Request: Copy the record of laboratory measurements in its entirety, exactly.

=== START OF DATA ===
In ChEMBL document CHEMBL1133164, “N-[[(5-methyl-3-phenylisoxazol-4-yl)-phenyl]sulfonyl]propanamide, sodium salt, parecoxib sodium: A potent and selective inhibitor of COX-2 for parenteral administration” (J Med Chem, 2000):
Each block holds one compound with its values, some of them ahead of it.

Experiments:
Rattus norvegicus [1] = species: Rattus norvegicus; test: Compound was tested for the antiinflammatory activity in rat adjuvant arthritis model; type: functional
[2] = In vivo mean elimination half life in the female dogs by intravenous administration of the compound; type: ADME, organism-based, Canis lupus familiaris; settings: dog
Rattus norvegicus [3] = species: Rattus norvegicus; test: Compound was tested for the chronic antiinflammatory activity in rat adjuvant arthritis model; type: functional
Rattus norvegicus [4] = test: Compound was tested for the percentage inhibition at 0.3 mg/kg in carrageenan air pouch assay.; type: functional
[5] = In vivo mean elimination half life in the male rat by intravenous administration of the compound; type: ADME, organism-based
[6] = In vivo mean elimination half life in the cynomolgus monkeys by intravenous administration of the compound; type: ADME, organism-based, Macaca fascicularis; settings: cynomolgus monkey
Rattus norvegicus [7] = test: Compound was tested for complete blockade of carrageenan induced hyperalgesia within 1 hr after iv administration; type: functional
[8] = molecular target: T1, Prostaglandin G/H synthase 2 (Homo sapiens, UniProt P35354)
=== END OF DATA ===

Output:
In ChEMBL document CHEMBL1133164, “N-[[(5-methyl-3-phenylisoxazol-4-yl)-phenyl]sulfonyl]propanamide, sodium salt, parecoxib sodium: A potent and selective inhibitor of COX-2 for parenteral administration” (J Med Chem, 2000):
Each block holds one compound with its values, some of them ahead of it.

Experiments:
Rattus norvegicus [1] = species: Rattus norvegicus; test: Compound was tested for the antiinflammatory activity in rat adjuvant arthritis model; type: functional
[2] = In vivo mean elimination half life in the female dogs by intravenous administration of the compound; type: ADME, organism-based, Canis lupus familiaris; settings: dog
Rattus norvegicus [3] = species: Rattus norvegicus; test: Compound was tested for the chronic antiinflammatory activity in rat adjuvant arthritis model; type: functional
Rattus norvegicus [4] = test: Compound was tested for the percentage inhibition at 0.3 mg/kg in carrageenan air pouch assay.; type: functional
[5] = In vivo mean elimination half life in the male rat by intravenous administration of the compound; type: ADME, organism-based
[6] = In vivo mean elimination half life in the cynomolgus monkeys by intravenous administration of the compound; type: ADME, organism-based, Macaca fascicularis; settings: cynomolgus monkey
Rattus norvegicus [7] = test: Compound was tested for complete blockade of carrageenan induced hyperalgesia within 1 hr after iv administration; type: functional
[8] = molecular target: T1, Prostaglandin G/H synthase 2 (Homo sapiens, UniProt P35354)